Mark Steel - Vive La Revolution  [DVD]
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For most of us, the French Revolution has been reduced to jokes about Marie-Antoinette, guillotines and the Scarlet Pimpernel. But for Mark Steel, the French Revolution was one of the most inspirational moments in human history - a moment when ordinary people changed the world and became extraordinary. It deserves better jokes than that. In this revolutionary new DVD, Steel banishes stuffiness from history, telling us what happened in France between the storming of the Bastille and the rise of Napoleon, bringing to life the people who made them happen. Mark Steel has been doing stand up comedy since he was a boy, and is a noted author and columnist. When he is not touring, he is broadcasting TV and Radio shows to the nation, always employing his unique humour and intelligent dissection of human society. VIVE LA REVOLUTION is an uproariously serious work of history - brilliantly funny and insightful, it puts the peculiarity of individual people back at the centre of the story. ''Steel is bolshy, beligerent and bloody hilarious.'' Francis Wheen
Steel mixes jokes and facts brilliantly --The Times
If the revolution was to be led by Mark Steel, it might not be such a terrible idea. The trouble is that his sense of humour is so good he'd be shot in the first week. --John O'Farrell
Smart, comic non-fiction is clearly the future --The Observer
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His angle is that by pointing out the mistakes of our past, we somehow won't keep on revisiting them. There's a sort of subtle subtext running through each gag - surely we will eventually annihilate ourselves on the altar of our own stupidity - as real evil ultimately wants all of God's creation to do - unless we genuinely learn from the painful lessons of history. It's smart stuff...and you'll find yourself agreeing a lot of the time as you watch it.
He isn't exactly Lee Evans nor Billy Connelly - comedians people naturally warm to - instead Steel sets out to win your affections through intelligence and wit. And this he pretty much does. The French Revolution - The Nazis - The Inquisition - it's all up for grabs and his observations are very, very clever.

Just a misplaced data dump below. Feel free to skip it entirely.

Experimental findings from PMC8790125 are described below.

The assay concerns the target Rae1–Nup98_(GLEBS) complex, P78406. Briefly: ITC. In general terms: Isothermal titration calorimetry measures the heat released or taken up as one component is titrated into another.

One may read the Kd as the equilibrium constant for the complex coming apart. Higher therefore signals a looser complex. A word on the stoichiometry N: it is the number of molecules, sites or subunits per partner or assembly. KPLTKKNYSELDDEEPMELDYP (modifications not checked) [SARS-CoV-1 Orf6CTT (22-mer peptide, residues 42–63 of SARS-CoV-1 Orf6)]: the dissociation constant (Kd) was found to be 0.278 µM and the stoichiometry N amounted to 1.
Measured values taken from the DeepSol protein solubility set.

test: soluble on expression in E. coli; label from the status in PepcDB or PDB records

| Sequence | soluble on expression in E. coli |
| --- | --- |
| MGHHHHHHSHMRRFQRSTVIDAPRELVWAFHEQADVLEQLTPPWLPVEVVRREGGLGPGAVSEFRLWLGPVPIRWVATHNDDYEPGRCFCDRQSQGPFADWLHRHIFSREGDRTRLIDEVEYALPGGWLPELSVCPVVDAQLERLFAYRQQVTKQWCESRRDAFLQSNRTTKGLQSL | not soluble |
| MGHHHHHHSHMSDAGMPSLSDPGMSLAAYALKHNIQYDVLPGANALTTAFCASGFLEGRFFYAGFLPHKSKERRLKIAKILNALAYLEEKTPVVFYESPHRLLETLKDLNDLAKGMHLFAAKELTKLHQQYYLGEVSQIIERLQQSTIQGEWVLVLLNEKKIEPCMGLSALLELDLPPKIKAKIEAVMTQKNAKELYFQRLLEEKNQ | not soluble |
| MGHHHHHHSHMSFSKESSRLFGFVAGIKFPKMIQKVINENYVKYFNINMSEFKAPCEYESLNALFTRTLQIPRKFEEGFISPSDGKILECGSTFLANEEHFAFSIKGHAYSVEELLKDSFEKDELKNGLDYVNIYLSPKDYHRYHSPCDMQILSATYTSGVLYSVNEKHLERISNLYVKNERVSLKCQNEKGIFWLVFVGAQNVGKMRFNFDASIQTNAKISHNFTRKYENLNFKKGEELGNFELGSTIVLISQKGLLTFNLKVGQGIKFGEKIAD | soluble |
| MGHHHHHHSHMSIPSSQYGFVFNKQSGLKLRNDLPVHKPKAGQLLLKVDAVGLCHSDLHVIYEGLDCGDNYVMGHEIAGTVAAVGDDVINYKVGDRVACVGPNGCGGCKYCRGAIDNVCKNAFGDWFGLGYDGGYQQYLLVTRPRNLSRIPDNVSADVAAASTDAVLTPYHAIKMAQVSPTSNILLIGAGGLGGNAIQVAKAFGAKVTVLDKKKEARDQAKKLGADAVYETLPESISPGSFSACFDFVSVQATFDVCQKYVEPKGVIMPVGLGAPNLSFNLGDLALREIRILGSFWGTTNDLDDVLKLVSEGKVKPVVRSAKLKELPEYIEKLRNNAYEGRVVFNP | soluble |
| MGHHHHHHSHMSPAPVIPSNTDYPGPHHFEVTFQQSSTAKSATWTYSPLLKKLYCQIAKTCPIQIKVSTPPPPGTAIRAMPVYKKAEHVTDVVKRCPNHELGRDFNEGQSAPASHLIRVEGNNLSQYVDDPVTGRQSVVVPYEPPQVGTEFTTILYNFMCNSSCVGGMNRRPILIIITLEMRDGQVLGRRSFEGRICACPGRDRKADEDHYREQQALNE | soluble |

Having said that - and although he avoids getting too preachy (which is a hard thing to do with this sort of comedy) - its sheer length means that it does overstay its welcome a bit. But I laughed a lot - and felt educated too.
A different type of funny and for all the right reasons. Recommended.
The second disc contains outtakes from the original show, plus comedy sketches with Jeremy Hardy and some of his lectures. The review may be too late to influence a Christmas purchase but It is recommended as a disc for the discerning comedic viewer as well as a nice give and stunning value for main content length and extras disc.
This particular show though is much better than I thought it would be, with some genuine laugh out loud moments and the occasional bit of inspired comedy. It's not a five star show because the show suffers towards the end - it could have done with being about 20 minutes shorter.
He deserves kudos for injecting some more literate content matter into standup, managing to link together topical political humour within the larger context of the French revolution. It's not comedy genius - he's not a Bill Hicks or a Eddie Izzard, but you'd do worse than to check this DVD.
While it always runs the risk of coming across as the college smartarse lampooning his history lectures, it's biggest flaw is that neither side of the equation gets to flourish as well as they should: at times the history gets in the way of the comedy while at others the need to insert a few more laughs means the history isn't as detailed as it could be - and usually just when it's starting to get interesting. As a result, it often seems light on both the history and the comedy, never making its mind up which way to go: while he gets laughs by drawing parallels between Marie Antoinette and Princes Diana, amusing ideas like the 1812 Overture inspiring a wave of driveby cannonings feel like leftover gags from his Beethoven lecture (part of which is included as an extra on the disc) to flag up a slow patch rather than being an essential organic part of the show. But perhaps a bigger problem is the extended running time, which alternately makes it feel padded out or rushed in a way that Steel's superior radio and TV history lectures never did. Yet there's still enough to keep you watching and smiling occassionally, but it's perhaps best viewed as a one-period crammer with one of the more popular teachers in college - you probably won't be bored, but you'll probably not get as much out of it as you could with another guide through the material.
There's a good selection of extras (though not enough to justify a second disc): 12 minutes of deleted material, extracts from his TV lectures on Thomas Paine, Beethoven and Napoleon and a 33-minute conversation between Steel and Jeremy Hardy.
Comes with a second disc containing feature extras.
The picture quality is poor though, so I had to take one star away, hence 4 instead of 5
While being a good laugh it's not all it promises and is worth a watch just or a good laugh.
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